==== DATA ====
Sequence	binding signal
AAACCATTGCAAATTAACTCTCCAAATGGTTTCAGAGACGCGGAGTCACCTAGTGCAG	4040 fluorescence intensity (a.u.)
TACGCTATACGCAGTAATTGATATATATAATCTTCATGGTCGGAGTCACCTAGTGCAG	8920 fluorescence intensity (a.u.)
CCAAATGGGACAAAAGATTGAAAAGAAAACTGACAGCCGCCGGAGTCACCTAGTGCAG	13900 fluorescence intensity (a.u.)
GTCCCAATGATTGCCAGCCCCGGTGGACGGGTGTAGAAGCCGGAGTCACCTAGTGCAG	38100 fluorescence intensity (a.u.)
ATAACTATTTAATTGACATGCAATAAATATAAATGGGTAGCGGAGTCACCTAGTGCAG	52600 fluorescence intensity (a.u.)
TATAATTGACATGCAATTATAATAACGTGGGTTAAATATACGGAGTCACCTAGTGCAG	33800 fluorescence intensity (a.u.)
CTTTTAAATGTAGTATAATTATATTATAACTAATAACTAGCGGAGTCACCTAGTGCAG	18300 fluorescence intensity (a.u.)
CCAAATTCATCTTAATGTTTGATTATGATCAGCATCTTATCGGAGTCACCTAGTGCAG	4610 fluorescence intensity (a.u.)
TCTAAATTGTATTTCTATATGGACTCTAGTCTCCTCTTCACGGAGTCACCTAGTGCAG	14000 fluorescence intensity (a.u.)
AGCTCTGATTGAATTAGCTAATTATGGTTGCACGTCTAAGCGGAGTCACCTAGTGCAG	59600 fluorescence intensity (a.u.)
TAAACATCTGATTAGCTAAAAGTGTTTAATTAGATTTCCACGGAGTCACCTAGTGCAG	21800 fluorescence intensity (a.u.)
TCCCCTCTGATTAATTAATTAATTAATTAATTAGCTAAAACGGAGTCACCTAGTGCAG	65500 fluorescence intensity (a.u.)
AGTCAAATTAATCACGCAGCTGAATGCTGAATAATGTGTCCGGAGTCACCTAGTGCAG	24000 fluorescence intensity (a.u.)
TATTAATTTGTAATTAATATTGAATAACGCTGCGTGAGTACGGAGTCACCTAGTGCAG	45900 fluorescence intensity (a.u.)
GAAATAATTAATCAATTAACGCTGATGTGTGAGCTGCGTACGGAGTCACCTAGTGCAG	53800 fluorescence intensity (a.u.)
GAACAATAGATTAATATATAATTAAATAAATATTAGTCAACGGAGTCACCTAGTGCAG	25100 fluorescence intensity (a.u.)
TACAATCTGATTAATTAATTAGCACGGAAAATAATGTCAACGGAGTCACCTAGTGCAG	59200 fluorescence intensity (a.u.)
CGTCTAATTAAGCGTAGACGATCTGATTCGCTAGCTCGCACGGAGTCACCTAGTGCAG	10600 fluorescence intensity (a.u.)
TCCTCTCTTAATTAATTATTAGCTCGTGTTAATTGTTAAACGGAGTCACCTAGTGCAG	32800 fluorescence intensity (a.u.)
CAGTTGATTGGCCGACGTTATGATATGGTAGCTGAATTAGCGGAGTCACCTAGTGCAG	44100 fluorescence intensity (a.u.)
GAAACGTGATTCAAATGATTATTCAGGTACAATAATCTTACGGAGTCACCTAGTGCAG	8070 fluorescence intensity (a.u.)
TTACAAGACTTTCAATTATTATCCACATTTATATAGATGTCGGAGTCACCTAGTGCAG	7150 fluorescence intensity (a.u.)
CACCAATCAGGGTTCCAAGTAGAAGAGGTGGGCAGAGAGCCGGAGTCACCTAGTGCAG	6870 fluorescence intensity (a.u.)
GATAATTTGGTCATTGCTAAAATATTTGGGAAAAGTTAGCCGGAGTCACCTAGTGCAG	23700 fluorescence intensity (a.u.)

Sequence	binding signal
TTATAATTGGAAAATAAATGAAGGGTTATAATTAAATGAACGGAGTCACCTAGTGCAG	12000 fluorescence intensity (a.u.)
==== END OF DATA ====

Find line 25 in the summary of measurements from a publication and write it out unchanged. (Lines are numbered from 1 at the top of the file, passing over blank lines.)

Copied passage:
GATAATTTGGTCATTGCTAAAATATTTGGGAAAAGTTAGCCGGAGTCACCTAGTGCAG	23700 fluorescence intensity (a.u.)